(Eulogy of Anna S. Price read by Hersch
Memories of Mum as recalled by my wife -- Phyllis
Many adjectives could be used to describe my mother -- immaculate, refined, polite, well-spoken, reserved, well-groomed, etc. -- but she was also very determined. She and her younger sister and brother were born and raised in a loving Orthodox home in Rockland, Maine -- a Yankee coastal town known for lobsters, the Samoset Hotel, and more recently for Windjammer Cruises. However, long winters and a lack of marriageable Jewish men, plus a few feminist cousins in Revere, all convinced her to come to Boston. She informed her family of the move by means of a telegram.
Shortly afterward she met my father, and after a brief courtship that involved trolleys and buses at impossibly late hours, my Mother announced to my father "June is a lovely month to get married." And so they did in June of 1938. They took a one-bedroom apartment in Brighton and within 5 months, my Mother convinced my Aunt Ada to leave Rockland and come live with them, which she did for nearly nine years. My Mother did all the cooking, cleaning, food shopping, laundry, and charged Ada $3.00/week room and board. Later they all moved to a 2-bedroom apartment and when I was born, my crib was put into Ada’s room; that arrangement stood until my sister Adel1/2 years later.
And later in 1942 Mum summoned my Uncle Maynard to Boston so that he could attend Boston University as a commuting student. He slept in our living room and paid $4.00/week room and board because my mother made him lunch (bologna sandwiches for a year). My Mother and Father worried about and took care of all of us, including nieces and nephews and especially my grandparents. That is the history.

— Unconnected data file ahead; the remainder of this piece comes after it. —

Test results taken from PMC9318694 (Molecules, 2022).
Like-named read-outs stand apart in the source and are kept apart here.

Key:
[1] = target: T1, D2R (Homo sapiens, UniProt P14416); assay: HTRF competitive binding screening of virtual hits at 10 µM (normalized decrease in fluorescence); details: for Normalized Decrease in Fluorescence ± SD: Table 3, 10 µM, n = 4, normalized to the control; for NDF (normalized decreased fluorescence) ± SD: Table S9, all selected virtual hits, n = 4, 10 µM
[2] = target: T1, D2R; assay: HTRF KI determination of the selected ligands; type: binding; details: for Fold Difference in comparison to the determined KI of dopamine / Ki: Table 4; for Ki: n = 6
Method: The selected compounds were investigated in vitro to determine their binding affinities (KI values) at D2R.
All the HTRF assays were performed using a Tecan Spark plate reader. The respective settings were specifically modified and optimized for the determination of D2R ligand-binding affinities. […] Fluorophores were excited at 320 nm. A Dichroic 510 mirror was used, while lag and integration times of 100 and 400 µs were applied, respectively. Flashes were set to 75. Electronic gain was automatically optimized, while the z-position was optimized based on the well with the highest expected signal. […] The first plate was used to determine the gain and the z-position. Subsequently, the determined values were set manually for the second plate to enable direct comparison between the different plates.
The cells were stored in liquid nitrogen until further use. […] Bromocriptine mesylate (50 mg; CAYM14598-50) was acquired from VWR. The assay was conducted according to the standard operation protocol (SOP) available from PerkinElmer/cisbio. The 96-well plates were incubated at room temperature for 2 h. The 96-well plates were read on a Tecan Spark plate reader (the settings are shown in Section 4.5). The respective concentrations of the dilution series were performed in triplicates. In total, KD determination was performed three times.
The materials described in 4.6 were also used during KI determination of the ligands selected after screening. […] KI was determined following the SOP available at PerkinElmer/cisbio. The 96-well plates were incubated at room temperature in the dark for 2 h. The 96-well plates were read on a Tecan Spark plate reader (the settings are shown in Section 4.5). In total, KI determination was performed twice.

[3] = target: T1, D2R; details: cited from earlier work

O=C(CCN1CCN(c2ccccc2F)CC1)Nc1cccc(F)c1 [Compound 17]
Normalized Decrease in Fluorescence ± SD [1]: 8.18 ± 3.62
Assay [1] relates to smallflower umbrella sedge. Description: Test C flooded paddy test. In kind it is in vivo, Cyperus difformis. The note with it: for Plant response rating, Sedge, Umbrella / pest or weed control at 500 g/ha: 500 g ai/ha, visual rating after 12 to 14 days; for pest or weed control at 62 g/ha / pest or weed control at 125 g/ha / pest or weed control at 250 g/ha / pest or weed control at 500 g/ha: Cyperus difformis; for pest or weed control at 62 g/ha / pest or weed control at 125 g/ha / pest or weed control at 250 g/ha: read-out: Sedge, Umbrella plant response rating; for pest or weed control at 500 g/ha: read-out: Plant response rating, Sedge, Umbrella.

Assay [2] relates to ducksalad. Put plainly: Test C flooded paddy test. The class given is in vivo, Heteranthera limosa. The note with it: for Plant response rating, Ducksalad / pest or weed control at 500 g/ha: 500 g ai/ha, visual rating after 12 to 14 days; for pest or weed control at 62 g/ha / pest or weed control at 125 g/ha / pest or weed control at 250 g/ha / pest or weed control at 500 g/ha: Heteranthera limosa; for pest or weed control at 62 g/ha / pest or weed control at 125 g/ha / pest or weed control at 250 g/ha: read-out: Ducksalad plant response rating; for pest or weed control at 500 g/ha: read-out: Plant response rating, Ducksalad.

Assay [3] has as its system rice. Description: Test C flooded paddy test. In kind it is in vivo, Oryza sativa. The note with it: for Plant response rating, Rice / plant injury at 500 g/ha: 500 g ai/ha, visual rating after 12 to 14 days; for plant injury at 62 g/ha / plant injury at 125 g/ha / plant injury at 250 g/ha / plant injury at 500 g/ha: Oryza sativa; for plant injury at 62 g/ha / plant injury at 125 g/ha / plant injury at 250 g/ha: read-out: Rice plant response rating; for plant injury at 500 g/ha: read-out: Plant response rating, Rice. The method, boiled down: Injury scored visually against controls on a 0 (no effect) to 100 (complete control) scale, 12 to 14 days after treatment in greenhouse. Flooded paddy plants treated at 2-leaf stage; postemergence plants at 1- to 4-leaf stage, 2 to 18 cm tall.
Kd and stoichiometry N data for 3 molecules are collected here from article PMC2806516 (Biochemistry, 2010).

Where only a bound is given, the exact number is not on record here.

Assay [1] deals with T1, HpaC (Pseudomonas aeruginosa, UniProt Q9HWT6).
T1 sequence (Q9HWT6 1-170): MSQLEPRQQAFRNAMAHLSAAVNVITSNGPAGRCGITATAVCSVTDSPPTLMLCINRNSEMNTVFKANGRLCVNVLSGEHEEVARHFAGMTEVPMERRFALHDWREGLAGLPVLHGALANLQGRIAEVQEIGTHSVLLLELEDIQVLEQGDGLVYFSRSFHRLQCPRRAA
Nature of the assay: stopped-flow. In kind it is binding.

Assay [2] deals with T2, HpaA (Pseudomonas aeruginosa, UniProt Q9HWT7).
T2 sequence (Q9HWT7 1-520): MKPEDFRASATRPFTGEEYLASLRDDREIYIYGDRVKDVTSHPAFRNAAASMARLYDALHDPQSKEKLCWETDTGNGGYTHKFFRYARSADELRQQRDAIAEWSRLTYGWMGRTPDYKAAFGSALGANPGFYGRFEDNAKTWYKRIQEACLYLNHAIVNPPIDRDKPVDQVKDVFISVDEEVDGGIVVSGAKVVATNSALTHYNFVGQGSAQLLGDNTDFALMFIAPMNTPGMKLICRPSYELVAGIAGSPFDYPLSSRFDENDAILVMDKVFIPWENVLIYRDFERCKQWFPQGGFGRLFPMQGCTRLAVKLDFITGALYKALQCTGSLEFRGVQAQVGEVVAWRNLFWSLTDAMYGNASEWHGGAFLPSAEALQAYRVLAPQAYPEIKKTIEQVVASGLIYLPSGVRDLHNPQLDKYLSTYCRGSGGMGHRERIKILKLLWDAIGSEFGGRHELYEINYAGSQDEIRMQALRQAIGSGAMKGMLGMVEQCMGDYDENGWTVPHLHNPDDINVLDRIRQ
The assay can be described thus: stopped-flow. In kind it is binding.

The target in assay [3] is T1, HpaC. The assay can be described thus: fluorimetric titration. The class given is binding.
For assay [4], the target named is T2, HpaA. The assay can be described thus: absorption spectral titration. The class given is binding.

My Mother was determined as well as ambitious for Adele and me. I think the term "benevolent dictator" applies -- Mum had high standards and high expectations for us. I can still hear her saying: "Phyllis, put on a little lipstick; Adele, get the hair off your face; scrub your feet; don't sit on the yellow loveseat; Nat, change that shirt." I grew up believing that there must be an eleventh commandment that stated: Thou shalt not leave the bed unmade. Adele and I didn't have to ask my Mother for her opinion on an action or issue; we knew how she thought and what her response would be. We knew where she stood. We all loved to tease her, especially Dad, and even Craig joined in. Mum never minded the teasing; as a former Rockland High School champion debater, she could defend her position when required.
In the early years Hersch & I moved frequently. Mum would arrive on the scene with rubber gloves, shelf paper and a batch of fresh brownies, and with amazing energy help us unpack and put away our belongings in record time. She would make up the beds first so that we could crawl into bed when we crashed. She could make a house into a home overnight. And when we came back to Massachusetts, our family of four moved into their modest home for eight weeks while our house was being completed. Only my Mother shared my unbridled enthusiasm for selecting tile, paint and wallpaper; she said it was the best summer ever.
Fortunately for us, my parents always had devoted family and friends - my father made friends in a heartbeat and my mother made them part of their lives. This was especially true with Hersch's parents and Lesley and David's grandparents who remained lifelong friends. Even when illness struck, Mum enjoyed the summers at our home, where she could be among family. As the eldest child, she readily assumed the role of matriarch of our extended family, a responsibility she took very seriously. Mum used her experience as a homemaker, her considerable talents, her religious and ethical values learned from her extraordinary mother, and her love and devotion to our well-being, to reign as the head of the family for many decades; we loved her dearly. My mother has influenced us profoundly, and left her mark on all of us.